Etiology of febrile illness among patients seeking care at a district hospital in Manyara, Tanzania

Authors: Mercy Epafra Anga, Fauster Mgaya, Boaz Wadugu, Elieshiupendo M. Niccodem, Mecky Matee

Ger. J. Microbiol. 2024. vol. 4, Iss. 1 pp:6-14


Managing febrile illness is complicated due to the increasing involvement of non-malarial pathogens. This hospital-based cross-sectional study was conducted in Kiteto District Hospital in Northern Western, Tanzania, between January and February 2019. Out-patients with a temperature ≥38°C were consecutively enrolled until the sample size was reached. Whole blood samples were collected aseptically and tested for 36 pathogens using a multiplex PCR. Out of the 426 febrile patients, 184 (43.2%) had pathogens detected in their bloodstream. Brucella spp. was isolated in 61 (14.3%) patients, followed by Dengue virus 51 (12.0%), Salmonella Typhi 39 (9.2%), Plasmodium falciparum 37(8.7%), Coxiella burnetii 23 (5.4%), and Leptospira spp., 17 (4.0%). Forty patients (21.7%) had more than one pathogen, whereby co-infection with Brucella spp. and C. burnetii was frequent among study participants. Dengue virus was the most frequent in children aged below 14 years, whereas Brucella spp. was the dominant agent in adults. The cause of fever was not identified in 242 (56.8%) of these patients. Houses surrounded by long grasses were risk factors for febrile illness caused by P. falciparum, consuming untreated milk and consuming sour milk were risk factors for febrile illness caused by bacteria zoonoses while not washing hands after visiting the toilet was a risk factor for febrile illness by S. Typhi. Regarding management, 143 (34.8%) were given anti-malaria despite malaria rapid diagnostic test (MRDT) negative results, while 26.5% were given both anti-malaria and antibiotics for febrile illness. In this study, the majority of febrile illness cases were due to non-malarial pathogens, with P. falciparum accounting for only 8.7% of the cases. We found that about one-third of the cases were wrongly treated for malaria, and more than a quarter were wrongly given antibiotics. A review of the management of febrile illnesses is warranted.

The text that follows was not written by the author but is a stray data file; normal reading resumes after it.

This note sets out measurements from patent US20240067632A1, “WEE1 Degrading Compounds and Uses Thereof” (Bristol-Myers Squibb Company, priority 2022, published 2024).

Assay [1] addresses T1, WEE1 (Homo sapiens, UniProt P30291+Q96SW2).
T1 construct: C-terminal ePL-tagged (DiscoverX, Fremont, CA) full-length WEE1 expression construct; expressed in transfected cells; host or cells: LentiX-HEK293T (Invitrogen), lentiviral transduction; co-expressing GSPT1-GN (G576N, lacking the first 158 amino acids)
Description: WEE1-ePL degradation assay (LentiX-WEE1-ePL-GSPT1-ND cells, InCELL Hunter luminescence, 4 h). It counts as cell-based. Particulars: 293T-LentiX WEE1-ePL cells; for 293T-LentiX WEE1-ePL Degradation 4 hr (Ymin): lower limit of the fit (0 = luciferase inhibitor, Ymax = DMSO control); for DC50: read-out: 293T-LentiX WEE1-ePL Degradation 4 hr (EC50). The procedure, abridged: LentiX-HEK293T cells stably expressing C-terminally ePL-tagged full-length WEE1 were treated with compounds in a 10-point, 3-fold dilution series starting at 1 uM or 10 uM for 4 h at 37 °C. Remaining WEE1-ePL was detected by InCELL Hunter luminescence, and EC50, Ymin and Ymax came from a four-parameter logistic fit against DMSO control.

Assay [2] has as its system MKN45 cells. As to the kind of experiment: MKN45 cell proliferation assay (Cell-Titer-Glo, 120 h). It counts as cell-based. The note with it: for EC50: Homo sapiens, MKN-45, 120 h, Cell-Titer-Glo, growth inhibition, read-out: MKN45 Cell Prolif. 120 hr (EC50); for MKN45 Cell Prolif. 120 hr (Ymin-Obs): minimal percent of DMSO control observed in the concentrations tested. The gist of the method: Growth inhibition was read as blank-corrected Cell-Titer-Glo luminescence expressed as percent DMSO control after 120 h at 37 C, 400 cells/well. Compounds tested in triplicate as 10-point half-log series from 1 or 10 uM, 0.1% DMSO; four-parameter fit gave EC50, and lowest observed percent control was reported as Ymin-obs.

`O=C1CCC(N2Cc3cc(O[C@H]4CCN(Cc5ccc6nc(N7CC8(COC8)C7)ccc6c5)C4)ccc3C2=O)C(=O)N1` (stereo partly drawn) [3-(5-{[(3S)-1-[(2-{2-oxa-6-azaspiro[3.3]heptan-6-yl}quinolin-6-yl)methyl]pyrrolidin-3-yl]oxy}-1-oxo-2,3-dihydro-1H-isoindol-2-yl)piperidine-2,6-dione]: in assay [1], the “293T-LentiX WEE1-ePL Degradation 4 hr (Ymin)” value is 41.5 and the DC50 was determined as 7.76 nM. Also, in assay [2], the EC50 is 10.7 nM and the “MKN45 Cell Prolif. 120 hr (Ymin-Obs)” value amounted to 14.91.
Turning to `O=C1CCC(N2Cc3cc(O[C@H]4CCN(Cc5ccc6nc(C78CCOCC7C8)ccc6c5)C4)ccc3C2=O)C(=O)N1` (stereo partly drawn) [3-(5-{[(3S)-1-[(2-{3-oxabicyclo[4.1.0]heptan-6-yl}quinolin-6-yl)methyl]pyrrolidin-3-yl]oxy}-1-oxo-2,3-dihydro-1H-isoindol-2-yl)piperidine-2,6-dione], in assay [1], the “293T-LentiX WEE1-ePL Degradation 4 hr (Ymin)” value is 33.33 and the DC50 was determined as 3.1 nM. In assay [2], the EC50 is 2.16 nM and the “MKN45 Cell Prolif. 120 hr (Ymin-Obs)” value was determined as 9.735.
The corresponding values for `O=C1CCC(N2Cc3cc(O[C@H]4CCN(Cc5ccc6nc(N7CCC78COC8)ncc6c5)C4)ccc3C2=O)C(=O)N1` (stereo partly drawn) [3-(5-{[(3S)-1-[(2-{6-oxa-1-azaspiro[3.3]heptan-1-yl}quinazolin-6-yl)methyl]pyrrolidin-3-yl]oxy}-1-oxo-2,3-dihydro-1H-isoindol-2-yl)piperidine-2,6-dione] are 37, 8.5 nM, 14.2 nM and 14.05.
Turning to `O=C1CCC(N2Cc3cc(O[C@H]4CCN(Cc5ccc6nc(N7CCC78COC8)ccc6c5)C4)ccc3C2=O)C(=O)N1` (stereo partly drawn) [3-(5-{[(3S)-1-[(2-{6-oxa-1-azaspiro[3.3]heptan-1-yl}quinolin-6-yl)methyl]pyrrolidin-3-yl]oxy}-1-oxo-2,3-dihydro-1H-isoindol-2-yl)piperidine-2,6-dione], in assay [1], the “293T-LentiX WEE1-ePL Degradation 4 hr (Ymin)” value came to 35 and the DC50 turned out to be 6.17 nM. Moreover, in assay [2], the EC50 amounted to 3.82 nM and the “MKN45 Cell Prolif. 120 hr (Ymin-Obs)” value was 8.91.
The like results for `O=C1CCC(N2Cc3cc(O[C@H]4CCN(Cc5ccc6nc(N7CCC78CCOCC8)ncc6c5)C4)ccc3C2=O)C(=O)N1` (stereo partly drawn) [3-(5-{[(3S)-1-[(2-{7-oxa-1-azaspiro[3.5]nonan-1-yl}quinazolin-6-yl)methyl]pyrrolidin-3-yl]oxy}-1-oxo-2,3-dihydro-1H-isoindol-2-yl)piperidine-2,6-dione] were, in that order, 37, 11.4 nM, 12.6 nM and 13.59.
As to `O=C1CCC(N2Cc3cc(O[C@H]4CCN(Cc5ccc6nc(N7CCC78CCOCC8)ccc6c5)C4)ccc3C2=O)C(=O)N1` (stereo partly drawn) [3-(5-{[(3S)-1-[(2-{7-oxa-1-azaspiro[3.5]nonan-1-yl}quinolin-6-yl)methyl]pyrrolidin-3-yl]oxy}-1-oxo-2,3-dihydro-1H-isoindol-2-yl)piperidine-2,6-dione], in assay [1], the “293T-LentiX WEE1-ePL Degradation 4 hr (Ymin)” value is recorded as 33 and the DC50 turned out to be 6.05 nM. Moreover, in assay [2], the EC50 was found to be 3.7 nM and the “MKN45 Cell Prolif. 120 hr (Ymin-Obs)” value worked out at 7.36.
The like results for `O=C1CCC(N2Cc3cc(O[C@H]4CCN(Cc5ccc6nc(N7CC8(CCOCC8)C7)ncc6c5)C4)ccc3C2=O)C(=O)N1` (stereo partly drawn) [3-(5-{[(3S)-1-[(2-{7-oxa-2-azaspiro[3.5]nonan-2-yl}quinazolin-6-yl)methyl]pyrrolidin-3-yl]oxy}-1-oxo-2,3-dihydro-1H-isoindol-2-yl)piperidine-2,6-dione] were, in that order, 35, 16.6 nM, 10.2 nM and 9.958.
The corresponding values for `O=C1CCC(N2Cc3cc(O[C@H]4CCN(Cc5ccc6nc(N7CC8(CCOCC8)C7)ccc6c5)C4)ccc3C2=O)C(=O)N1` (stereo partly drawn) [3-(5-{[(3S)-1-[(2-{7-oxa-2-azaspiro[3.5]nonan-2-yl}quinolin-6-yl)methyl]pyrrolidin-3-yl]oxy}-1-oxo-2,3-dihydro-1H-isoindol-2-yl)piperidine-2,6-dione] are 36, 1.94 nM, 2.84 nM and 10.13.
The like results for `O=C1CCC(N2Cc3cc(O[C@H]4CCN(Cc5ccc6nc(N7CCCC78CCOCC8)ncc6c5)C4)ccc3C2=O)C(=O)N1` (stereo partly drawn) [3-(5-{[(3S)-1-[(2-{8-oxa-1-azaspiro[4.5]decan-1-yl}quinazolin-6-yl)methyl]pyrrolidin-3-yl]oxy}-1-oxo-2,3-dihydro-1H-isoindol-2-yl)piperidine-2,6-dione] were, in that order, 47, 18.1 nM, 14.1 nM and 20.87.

Febrile illness, Non-malarial pathogens, Multiplex PCR, Bacterial zoonoses


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